In April of 2016, a researcher launched a tool called OnionScan that probes darkweb sites for vulnerabilities and security threats. The tool, as we wrote, “lets you scan it automatically for common vulnerabilities and errors that can deanonymize the owner or users.” A new researcher has taken it upon himself to describe, to the public, how to deploy the tool using a Python script to help others scan sites in the same way.
The security researcher, Justin Seitz, tasked with helping others use OnionScan published the results of 8,000 site scans using this method. He told Motherboard that this “was to allow others to start more large-scale analyses that are usually too technically difficult for non-technologists to jump into to.” However, the creator of OnionScan is worried about this approach as she fears users of darknet sites could be quickly deanonymized if a large number of people were to use the tool.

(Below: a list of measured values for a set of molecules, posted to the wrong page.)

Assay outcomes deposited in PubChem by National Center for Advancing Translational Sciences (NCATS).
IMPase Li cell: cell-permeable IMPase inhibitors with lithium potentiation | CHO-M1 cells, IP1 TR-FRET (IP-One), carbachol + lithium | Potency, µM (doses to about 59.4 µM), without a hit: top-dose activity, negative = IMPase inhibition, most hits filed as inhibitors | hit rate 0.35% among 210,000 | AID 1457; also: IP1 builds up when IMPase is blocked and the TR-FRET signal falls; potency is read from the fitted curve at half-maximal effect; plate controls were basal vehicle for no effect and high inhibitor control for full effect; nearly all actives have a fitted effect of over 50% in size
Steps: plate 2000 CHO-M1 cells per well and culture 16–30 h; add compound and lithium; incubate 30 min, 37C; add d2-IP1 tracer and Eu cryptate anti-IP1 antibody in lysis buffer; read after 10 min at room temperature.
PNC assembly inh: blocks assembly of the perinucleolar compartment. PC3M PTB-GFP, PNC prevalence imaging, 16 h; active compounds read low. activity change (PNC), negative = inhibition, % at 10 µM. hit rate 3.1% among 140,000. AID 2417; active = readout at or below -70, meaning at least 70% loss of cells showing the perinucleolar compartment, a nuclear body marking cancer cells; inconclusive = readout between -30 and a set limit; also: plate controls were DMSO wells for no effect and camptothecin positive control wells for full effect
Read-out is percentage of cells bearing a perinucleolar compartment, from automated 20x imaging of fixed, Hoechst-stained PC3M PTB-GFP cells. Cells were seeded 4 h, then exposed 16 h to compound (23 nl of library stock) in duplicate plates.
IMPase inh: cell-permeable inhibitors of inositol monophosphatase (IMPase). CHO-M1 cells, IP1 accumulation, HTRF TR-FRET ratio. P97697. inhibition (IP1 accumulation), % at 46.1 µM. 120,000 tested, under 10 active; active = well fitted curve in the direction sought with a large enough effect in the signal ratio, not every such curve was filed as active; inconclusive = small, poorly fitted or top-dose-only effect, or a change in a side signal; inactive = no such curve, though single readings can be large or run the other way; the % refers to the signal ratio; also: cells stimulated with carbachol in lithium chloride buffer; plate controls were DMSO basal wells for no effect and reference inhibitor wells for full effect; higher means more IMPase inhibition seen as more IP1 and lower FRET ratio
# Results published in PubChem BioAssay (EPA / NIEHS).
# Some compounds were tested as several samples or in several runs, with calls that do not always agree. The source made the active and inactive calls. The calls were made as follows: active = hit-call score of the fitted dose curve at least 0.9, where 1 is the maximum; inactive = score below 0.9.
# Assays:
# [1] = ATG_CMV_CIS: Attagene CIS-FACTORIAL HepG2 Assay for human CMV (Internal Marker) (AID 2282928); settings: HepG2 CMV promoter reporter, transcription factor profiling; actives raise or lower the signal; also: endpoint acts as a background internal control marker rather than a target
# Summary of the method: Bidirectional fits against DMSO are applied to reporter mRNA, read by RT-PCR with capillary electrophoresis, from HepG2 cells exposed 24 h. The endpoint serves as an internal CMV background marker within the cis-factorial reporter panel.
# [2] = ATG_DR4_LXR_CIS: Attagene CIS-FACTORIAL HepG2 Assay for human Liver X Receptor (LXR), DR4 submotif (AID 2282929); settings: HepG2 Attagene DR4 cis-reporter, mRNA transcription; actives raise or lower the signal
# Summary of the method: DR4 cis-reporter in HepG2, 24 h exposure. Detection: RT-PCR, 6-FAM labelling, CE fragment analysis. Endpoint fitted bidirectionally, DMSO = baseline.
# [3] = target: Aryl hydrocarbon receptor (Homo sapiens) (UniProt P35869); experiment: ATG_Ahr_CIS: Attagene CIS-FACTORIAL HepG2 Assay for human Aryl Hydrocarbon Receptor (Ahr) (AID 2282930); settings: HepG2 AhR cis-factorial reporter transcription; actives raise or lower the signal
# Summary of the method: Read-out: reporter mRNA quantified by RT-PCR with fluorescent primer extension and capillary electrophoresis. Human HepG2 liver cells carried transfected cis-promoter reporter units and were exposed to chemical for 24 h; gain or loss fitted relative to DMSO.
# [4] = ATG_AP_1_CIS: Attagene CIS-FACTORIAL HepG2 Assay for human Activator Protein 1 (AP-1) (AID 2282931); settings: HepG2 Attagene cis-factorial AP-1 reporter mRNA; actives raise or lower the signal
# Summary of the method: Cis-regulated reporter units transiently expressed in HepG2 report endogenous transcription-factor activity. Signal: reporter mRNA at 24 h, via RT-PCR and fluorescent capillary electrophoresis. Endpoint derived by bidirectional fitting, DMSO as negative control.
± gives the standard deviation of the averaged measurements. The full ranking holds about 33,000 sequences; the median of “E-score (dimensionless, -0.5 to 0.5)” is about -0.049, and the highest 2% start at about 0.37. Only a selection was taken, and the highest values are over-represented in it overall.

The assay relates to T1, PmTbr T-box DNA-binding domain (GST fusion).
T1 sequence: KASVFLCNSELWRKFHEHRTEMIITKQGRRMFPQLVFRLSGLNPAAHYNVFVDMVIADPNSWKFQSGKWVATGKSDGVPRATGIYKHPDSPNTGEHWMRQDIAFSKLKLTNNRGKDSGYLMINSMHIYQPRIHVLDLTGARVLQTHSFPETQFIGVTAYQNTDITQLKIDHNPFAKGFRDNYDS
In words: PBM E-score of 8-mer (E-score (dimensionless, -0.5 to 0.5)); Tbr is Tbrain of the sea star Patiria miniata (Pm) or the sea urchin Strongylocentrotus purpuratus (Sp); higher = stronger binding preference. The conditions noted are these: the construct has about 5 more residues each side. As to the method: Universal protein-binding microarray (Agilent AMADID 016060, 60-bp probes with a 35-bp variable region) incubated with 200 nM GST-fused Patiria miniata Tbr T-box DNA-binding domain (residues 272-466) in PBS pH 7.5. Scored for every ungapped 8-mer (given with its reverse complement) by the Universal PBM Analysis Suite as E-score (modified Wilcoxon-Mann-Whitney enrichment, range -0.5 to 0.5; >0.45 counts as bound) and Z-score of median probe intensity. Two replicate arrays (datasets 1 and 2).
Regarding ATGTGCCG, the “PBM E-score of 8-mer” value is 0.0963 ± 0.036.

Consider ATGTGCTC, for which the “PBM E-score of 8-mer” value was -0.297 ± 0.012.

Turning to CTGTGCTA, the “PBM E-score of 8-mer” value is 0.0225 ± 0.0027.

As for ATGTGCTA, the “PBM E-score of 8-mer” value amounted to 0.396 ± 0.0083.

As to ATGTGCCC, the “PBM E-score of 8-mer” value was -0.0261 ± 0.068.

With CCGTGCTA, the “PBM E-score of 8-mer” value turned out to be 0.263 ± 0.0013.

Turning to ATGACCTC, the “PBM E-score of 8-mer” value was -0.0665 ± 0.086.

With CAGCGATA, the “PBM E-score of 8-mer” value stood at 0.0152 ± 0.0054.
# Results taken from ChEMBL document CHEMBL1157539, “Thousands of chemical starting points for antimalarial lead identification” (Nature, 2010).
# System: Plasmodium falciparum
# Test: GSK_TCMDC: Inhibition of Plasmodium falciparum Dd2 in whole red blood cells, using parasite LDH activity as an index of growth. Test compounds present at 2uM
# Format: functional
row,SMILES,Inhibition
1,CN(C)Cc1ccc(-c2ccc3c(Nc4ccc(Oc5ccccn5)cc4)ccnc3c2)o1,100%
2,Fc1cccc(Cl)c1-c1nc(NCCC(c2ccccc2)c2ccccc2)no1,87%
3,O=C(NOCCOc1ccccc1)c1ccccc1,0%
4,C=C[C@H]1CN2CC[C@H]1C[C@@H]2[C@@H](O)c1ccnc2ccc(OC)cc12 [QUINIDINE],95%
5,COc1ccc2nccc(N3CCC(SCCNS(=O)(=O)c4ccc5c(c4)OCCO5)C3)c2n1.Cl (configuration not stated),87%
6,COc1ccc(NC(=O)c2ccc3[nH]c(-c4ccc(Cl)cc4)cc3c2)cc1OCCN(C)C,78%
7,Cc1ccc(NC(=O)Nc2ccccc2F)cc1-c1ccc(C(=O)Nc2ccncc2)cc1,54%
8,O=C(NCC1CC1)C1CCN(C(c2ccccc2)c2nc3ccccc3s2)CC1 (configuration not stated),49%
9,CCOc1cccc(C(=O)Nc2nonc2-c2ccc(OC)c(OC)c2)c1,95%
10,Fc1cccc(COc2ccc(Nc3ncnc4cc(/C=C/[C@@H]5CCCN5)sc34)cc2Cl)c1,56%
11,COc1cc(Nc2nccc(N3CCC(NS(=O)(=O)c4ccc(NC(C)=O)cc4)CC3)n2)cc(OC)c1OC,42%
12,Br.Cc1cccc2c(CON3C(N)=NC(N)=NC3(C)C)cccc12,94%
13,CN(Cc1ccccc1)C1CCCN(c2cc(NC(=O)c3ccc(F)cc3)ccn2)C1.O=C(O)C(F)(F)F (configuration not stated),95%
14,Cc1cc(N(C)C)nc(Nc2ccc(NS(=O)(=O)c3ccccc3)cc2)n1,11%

OnionScan searches for information that could be sensitive in Tor hidden services, characterized by their .onion addresses. Metadata in uploaded images or exposed server status pages are two examples of what the tool hunts for. “When used against multiple targets, it can find shared encryption keys,